I sat down at the kitchen table with some yarn one evening in June, all set to swatch chunky stripes at a loose gauge for a cowl I’d designed. Yes, it looked utterly hideous. Wrong yarn. Wrong gauge. But I really, REALLY wanted to use the yarn. Smooth, high twist, great colours. I needed to try again.
Maybe garter stitch stripes would look better; the Whimzy Sokkusu O was in two semi-solid 4ply yarns. I love garter for interesting yarns. What about narrower stripes? Was there enough contrast? I dug out my favourite vintage American needles (fabulous pink aluminium), to help boost morale for making the next swatch. Picots popped in to my head. A bit of fiddling around, and I came up with an idea for an exciting, stripy, garter-stitch shawl. With picots. Yes, it took about an hour – including the false start.
Wow, did I feel smug! I loved how the stripes made different colours in the variegated yarn fall on the picots. I wrote it up, ready for sampling, in around an hour more. Now I felt VERY smug. Trust me, patterns NEVER write themselves this fast. I should’ve been suspicious. Very suspicious.
Excitedly I took all my stuff to meet my lovely sample knitter at our knitting group. It was easy knitting too; it was going to be perfect for making while chatting at knit night. Then I had a horrible realisation that maybeeeee there was a yarn consumption issue: that swatch felt heavy.
Now, we are lucky enough meet at a beautiful restaurant that also doubles as a cafe/bistro during the day. Brula are very welcoming to us knitters and we love being there. But it is a genuinely smart restaurant – not the kind of place where you might, for example, ask them if they’d weigh your knitted swatch.
But then again, we’re customers and their service is lovely. And I was panicking enough to have no shame. Yes, I did ask the long-suffering staff if they would indulge me by weighing my swatch. Once they’d got over their incredulity at the request, they duly obliged. They confirmed that it weighed a ton. OK, so I’m exaggerating, but that’s how bad a few grams felt. I was sure it was their scales and not my swatch, so I politely thanked them whilst vowing to check the swatch at home…like I should’ve done to start with.
To be on the safe side, I started sketching ideas for how I might fix the problem while my sample knitter carried on with the project she’d brought with her – and not the new shawl after all. I was determined I was going to fix it, so I sent her away with the yarn and promises of a pdf to follow.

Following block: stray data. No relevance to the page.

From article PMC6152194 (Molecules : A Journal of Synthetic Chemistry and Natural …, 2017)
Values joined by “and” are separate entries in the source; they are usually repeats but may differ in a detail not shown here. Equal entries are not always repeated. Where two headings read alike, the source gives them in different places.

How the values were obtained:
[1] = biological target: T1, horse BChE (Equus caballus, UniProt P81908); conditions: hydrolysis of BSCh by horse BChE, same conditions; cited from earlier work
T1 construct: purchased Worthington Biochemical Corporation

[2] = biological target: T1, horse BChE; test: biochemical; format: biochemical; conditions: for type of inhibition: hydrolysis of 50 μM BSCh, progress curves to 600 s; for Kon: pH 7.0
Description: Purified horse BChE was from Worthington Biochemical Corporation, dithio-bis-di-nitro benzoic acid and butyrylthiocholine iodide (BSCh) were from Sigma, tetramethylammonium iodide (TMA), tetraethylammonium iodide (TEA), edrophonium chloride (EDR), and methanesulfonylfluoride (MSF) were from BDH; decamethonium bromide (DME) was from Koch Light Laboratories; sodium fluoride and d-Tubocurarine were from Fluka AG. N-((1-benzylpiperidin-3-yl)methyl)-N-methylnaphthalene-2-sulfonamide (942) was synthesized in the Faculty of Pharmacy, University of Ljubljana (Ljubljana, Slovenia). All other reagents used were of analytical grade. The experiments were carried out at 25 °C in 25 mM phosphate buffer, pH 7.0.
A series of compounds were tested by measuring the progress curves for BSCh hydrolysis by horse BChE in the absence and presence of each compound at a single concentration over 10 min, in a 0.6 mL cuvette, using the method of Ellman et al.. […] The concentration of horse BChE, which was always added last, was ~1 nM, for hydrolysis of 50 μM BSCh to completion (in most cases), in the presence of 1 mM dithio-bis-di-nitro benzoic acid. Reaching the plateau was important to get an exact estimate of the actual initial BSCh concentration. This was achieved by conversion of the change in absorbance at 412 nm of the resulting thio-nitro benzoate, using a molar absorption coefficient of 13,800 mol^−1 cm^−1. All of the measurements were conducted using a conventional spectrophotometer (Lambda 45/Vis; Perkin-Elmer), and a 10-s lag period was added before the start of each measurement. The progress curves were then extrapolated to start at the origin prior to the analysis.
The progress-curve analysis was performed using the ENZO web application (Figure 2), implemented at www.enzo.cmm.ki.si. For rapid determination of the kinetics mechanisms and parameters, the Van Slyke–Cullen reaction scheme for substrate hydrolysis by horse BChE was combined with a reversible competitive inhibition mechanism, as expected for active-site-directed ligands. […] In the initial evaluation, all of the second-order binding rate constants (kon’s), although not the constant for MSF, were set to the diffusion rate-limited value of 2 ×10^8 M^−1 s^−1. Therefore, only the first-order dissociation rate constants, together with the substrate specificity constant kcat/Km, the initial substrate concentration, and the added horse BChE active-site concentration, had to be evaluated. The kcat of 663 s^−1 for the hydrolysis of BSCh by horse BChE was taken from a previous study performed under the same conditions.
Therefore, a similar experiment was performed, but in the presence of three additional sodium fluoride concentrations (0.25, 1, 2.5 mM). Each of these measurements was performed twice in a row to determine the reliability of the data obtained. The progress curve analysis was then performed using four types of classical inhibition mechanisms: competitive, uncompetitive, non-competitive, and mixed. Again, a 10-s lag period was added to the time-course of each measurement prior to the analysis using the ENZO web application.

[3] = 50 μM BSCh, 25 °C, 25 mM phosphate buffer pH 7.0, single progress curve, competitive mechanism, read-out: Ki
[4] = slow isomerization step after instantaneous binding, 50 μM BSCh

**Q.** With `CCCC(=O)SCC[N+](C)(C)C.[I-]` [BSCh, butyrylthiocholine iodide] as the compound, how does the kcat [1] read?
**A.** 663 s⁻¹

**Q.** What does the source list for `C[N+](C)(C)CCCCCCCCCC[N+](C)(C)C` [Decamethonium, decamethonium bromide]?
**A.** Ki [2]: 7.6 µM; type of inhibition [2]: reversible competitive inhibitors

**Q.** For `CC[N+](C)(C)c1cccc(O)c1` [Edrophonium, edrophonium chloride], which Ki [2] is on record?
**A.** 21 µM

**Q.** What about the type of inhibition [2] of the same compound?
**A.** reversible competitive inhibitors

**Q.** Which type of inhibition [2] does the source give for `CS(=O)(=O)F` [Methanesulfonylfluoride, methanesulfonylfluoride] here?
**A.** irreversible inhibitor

At home, reality bit. Unfortunately (for me only; good news for any anyone eating at the fabulous Brula) their scales were clearly in perfect working order. Yes, my little swatch revealed a big flaw in my concept: to make a sensible size, it would need 1.25 skeins. Of each colour. Who wants to buy 4 big skeins of yarn for a completely standard sized shawl? Not me, and not any knitter I know!
This is where the 80/20 rule kicked in. My 20% kitchen-table inspiration did indeed require 80% studio perspiration to make my concept work with a sensible quantity (yes, that’s just ONE skein of each colour) of yarn. In fiddling around with the ideas in the swatch, it became three different designs.
First, I had a mostly-stocking-stitch shawl in a 2-colour stripe: Stay Awhile. But it was slightly more involved than the concept had been originally, and I wanted to retain the sheer simplicity of the original swatch. So, second, there came a 1-colour garter stitch scarf. I was adamant I had to make it work for one skein of 4ply, or a larger amount of a heavier yarn. And it had to be possible to make it while chatting! I retained the core structure of the original idea but I had to sacrifice the stripes. It became Knit Night – perfect for one special skein of 4ply, but flexible so it would work in whatever you wanted to use.
I did keep tinkering with other ideas for a 2-colour garter stitch shawl, but I was running into strange shapes and odd yarn quantities. I haven’t quite let that one go, but it needs to brew a while longer. It was time to stop generating ideas, such as the beaded eyelet border on Knit Night, and get the striped shawl and garter scarf from swatch to sample and pattern.
I didn’t quite stop with the ideas though; beads were added mid-pattern-development. A big bead order arrived while I was finalising yarn choices for the blue Whimzy/Malabrigo sample. The concept literally fell together on my desk. And since I was now beading Stay Awhile, I loved the idea of beading Knit Night too. I didn’t love the ridiculous length of time it took to work out exactly where and how to get the bead in exactly the right place on the picots, but it was completely worth it.
It was hard letting go of ideas to do with Knit Night, which is why there are so many options and suggested modifications. The picots along the top of Knit Night were on and off the draft pattern like a yo-yo. I couldn’t decide if they’d finish it off nicely or be too much. Yo-yo-picot. They went back in the pattern to stay when I issued the pattern for testing, and Claudia said she’d like to put picots along the top of hers. But they’re still optional, as are the beads, so everyone can create their own dream Knit Night.
So, which Knit Night is perfect for you? With picots all round, or not at the top? With eyelets or all garter? With beads or without? And which yarn would you use to make it yours? Do tell me, I’d love to hear!
PS Total time from idea-at-kitchen-table through development, agonising, samples, testing and tech editing to pattern-on-Ravelry? 4 months – this time.